You might even love your first camera, cheap and cheerful as it is!!!

Have fun,

Steve K

Peter Lewin
4-Oct-2018, 04:26
You are getting two different types of answers. The first batch, and I was one of them, named the "best" cameras if you want something which is easily transportable, but still has the flexibility for serious architectural work. The second, especially those about Intrepids and Graphics, stressed inexpensive cameras as an introduction to large format (you mentioned sporadic use in your original post).

The first 4x5 I owned was a Sinar F (similar to the later, slightly improved, F1 and F2 models). The "F" was Sinar's lightest model at the time (I don't know how it compares to the earlier, discontinued Norma) and was meant to be their "Field" model. It is a monorail, very easy to use, part of a modular system if you want to add even more functionality, and reasonably transportable. Ultimately I traded it for a lighter wooden Wista folder, which was more easily transportable for hiking, but not as rugged or flexible, and ultimately settled on the metal Canham as the best compromise for me. So, if I had to recommend one camera meeting the various requirements, I would look for a used Sinar F/F1/F2 as a starter model.

frias
4-Oct-2018, 04:50
Guys, thank you for the answers, valuable suggestions!

Ricardo

frias
4-Oct-2018, 04:56
Unfortunately here in Brazil there are not many cameras of these for sale, and imports from eBay cost more than 60% of taxes.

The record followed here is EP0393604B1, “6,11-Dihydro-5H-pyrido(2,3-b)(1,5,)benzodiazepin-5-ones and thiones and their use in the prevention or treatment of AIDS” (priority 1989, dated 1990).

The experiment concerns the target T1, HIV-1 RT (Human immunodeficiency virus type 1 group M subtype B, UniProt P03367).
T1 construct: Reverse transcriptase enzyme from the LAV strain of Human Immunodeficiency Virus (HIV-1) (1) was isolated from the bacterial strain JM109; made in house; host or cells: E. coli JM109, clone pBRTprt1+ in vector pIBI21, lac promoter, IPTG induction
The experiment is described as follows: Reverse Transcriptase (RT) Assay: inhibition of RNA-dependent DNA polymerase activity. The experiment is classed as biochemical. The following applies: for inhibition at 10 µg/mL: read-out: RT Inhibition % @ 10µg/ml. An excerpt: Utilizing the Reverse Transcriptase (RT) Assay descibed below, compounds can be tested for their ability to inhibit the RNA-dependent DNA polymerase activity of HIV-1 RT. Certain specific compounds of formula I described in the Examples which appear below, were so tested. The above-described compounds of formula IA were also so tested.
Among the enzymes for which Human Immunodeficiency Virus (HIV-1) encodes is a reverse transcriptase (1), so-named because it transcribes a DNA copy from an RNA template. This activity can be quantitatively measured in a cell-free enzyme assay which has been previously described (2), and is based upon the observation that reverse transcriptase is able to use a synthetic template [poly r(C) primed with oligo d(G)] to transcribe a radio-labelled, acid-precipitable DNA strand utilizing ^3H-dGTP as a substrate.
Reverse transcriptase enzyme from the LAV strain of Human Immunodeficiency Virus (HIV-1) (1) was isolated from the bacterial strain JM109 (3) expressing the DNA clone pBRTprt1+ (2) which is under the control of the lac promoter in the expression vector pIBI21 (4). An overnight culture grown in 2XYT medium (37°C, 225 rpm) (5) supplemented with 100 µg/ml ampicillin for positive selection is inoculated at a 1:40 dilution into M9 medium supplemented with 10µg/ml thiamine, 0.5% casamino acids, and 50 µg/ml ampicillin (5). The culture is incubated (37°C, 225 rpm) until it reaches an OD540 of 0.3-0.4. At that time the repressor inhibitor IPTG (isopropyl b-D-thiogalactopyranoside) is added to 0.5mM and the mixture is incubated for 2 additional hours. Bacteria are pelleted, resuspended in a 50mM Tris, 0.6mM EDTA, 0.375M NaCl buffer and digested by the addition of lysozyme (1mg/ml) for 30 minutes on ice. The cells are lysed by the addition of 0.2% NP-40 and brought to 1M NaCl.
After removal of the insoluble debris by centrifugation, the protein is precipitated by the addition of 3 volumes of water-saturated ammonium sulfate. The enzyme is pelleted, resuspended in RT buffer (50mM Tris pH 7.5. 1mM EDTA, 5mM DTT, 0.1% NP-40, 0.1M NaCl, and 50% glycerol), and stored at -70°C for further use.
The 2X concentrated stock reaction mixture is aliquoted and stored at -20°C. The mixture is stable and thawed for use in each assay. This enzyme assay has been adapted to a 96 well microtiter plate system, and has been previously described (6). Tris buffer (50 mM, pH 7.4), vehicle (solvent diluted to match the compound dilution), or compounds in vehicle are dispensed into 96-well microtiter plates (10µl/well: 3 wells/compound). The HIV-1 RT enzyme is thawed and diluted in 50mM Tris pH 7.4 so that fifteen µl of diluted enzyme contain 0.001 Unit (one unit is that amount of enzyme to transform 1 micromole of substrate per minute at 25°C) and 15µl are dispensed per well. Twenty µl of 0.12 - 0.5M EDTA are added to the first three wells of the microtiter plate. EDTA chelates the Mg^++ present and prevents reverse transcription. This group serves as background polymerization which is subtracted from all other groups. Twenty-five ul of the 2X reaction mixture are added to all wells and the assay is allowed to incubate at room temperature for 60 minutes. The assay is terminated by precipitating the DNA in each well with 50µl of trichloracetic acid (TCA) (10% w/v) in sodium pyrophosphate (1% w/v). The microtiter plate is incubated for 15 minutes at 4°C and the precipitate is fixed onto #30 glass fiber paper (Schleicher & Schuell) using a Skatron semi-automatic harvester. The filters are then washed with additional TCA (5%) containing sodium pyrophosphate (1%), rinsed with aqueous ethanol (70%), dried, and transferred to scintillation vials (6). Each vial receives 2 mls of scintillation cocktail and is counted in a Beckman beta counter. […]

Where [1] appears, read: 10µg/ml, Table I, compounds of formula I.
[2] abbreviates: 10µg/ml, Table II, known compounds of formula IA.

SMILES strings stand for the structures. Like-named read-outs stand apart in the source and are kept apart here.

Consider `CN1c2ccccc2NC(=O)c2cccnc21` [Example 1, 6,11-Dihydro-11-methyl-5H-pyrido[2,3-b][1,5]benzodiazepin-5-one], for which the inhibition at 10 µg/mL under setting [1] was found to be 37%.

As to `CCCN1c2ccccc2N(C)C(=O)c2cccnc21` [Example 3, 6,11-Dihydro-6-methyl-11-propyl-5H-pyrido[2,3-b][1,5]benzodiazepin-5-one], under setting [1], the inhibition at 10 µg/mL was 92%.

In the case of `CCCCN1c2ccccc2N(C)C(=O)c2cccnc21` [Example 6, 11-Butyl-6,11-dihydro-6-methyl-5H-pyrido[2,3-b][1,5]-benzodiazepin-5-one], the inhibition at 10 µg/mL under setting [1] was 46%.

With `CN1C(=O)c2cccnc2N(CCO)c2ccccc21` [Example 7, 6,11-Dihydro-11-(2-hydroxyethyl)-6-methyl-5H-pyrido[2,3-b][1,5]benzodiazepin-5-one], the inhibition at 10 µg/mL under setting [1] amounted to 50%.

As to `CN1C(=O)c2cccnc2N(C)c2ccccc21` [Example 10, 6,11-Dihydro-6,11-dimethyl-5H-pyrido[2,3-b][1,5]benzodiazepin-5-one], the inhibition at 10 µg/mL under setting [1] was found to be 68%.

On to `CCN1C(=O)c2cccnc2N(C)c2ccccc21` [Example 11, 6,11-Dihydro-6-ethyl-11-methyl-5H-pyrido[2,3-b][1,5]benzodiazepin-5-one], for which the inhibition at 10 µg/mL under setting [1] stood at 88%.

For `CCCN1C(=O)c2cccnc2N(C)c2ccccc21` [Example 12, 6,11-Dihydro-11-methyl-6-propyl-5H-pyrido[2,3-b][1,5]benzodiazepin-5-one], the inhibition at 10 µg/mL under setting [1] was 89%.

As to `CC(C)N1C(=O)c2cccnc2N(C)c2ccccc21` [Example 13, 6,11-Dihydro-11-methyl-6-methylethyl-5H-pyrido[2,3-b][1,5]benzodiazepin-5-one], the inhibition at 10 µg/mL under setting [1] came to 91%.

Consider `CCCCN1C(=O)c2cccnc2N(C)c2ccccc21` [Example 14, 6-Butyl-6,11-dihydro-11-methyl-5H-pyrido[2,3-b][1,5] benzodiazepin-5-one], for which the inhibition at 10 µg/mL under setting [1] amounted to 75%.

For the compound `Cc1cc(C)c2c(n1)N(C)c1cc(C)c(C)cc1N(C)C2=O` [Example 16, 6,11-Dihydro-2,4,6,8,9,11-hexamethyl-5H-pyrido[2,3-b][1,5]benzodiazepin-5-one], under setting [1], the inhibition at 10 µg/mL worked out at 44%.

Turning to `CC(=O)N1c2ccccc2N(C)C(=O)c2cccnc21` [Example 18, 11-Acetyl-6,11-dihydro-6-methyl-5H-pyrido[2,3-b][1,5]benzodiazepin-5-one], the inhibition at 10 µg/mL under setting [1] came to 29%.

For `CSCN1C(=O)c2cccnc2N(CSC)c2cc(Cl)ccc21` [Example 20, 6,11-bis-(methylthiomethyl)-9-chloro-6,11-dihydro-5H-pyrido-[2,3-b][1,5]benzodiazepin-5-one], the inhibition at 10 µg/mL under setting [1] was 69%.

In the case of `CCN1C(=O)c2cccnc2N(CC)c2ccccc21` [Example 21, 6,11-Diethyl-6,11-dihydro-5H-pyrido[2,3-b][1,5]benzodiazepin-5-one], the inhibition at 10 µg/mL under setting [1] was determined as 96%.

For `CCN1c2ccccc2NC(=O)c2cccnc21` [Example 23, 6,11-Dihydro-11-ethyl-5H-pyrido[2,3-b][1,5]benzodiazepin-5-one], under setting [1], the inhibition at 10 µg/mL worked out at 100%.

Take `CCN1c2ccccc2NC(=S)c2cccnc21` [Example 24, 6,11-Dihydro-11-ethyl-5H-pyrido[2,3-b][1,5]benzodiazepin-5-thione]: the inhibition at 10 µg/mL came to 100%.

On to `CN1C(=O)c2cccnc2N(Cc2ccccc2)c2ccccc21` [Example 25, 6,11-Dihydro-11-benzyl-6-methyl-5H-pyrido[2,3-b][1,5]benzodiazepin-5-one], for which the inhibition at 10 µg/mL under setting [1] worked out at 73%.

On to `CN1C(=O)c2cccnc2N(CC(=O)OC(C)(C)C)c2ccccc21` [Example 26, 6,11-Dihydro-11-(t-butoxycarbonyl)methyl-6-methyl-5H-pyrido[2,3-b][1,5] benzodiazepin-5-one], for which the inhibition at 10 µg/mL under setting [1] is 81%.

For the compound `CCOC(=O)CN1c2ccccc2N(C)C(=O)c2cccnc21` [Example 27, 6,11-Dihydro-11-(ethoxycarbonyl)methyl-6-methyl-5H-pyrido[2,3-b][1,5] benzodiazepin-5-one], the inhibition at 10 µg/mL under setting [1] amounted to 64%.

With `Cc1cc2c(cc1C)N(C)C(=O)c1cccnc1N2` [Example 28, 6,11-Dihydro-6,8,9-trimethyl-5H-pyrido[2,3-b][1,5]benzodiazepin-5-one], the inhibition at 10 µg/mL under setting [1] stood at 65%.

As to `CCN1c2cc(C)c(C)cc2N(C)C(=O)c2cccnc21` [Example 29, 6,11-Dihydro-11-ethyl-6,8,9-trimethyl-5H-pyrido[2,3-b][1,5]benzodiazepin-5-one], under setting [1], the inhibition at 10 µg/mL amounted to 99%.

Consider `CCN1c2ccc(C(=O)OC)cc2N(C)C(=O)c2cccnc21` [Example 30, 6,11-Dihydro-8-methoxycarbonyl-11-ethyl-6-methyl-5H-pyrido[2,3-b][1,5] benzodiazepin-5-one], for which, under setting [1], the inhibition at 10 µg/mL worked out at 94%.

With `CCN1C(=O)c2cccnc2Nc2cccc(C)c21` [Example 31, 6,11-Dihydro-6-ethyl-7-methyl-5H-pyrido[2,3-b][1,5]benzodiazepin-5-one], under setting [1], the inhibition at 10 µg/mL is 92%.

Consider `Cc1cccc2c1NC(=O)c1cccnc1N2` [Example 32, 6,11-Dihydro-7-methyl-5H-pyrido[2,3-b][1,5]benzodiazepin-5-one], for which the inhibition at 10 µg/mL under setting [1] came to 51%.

I found the sale a Toyo 45 AII (only the body for about 675 dollars) and a Sinar F2 complete, with lens 75 and 150mm, bellows bag, back 6x7 for about 1200 dollars...

The F2 is in a neighboring city, I will mark to see it in person, the Toyo is in another state, making it impossible.

Tks for all
Ricardo

Mark Sawyer
4-Oct-2018, 10:56
A "real" large format photographer would have two or three field cameras, a press camera, a Graflex SLR, a monorail, a couple of studio cameras, for each format size...

Bob Salomon
4-Oct-2018, 11:58
A "real" large format photographer would have two or three field cameras, a press camera, a Graflex SLR, a monorail, a couple of studio cameras, for each format size...

That would, of course, depend on what type of work the photographer does!

Kind of like lawyers or doctors, some are specialists in some area and others are more general in their practice.

Mark Sawyer
4-Oct-2018, 12:08
That would, of course, depend on what type of work the photographer does!

Nope, doesn't matter. Even if we never ever use them, we need them...

Bob Salomon
4-Oct-2018, 12:21
Nope, doesn't matter. Even if we never ever use them, we need them...

I spent a decade owning a studio so I must be the exception!

Havoc
4-Oct-2018, 12:40
I spent a decade owning a studio so I must be the exception!

You must be. I have about 30 cameras and a some moment in time I have used each of them. (except a few I bought for the looks to keep on the shelf)

Tin Can
4-Oct-2018, 12:41
Acorn season :)

Mark Sawyer
5-Oct-2018, 00:30
Squirrels gather nuts, we gather cameras. At least they know better than to buy acorns on ebay...

Jim Jones
5-Oct-2018, 06:23
But there's not much of a market for used acorns on ebay.